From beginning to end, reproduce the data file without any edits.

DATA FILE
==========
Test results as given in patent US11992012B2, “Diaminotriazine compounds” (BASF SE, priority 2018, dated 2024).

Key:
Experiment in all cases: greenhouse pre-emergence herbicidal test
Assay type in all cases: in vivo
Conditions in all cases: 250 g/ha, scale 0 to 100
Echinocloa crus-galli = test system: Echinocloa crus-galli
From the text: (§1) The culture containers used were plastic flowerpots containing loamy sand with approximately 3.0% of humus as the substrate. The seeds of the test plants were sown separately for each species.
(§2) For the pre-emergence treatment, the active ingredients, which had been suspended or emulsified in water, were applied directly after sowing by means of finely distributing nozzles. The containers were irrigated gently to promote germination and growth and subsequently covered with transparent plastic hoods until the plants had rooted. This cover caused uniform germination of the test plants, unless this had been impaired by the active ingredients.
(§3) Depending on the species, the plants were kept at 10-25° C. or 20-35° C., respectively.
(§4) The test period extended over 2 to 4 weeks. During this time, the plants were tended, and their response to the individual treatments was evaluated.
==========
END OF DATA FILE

Test results as given in patent US11992012B2, “Diaminotriazine compounds” (BASF SE, priority 2018, dated 2024).

Key:
Experiment in all cases: greenhouse pre-emergence herbicidal test
Assay type in all cases: in vivo
Conditions in all cases: 250 g/ha, scale 0 to 100
Echinocloa crus-galli = test system: Echinocloa crus-galli
From the text: (§1) The culture containers used were plastic flowerpots containing loamy sand with approximately 3.0% of humus as the substrate. The seeds of the test plants were sown separately for each species.
(§2) For the pre-emergence treatment, the active ingredients, which had been suspended or emulsified in water, were applied directly after sowing by means of finely distributing nozzles. The containers were irrigated gently to promote germination and growth and subsequently covered with transparent plastic hoods until the plants had rooted. This cover caused uniform germination of the test plants, unless this had been impaired by the active ingredients.
(§3) Depending on the species, the plants were kept at 10-25° C. or 20-35° C., respectively.
(§4) The test period extended over 2 to 4 weeks. During this time, the plants were tended, and their response to the individual treatments was evaluated.